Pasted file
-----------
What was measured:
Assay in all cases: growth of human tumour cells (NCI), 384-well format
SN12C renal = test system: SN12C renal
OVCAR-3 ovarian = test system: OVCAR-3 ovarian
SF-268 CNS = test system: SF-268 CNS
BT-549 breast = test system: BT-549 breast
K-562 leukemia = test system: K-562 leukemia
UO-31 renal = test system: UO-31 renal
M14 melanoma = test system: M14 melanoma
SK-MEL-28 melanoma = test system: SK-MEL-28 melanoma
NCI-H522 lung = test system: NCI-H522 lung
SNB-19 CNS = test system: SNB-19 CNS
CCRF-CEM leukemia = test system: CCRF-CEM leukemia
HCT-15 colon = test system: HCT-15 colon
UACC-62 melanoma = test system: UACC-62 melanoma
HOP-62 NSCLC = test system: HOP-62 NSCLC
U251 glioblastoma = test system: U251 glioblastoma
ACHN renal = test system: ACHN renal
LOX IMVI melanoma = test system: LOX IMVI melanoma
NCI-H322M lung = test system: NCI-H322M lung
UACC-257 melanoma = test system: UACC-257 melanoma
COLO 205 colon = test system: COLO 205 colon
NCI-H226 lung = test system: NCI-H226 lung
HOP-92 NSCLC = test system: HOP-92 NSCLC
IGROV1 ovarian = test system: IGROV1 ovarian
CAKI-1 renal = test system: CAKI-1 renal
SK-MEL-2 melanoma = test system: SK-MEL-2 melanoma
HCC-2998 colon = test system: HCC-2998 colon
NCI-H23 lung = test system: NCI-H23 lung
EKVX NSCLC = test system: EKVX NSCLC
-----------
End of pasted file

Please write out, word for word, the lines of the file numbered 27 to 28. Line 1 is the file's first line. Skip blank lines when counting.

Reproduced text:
SK-MEL-2 melanoma = test system: SK-MEL-2 melanoma
HCC-2998 colon = test system: HCC-2998 colon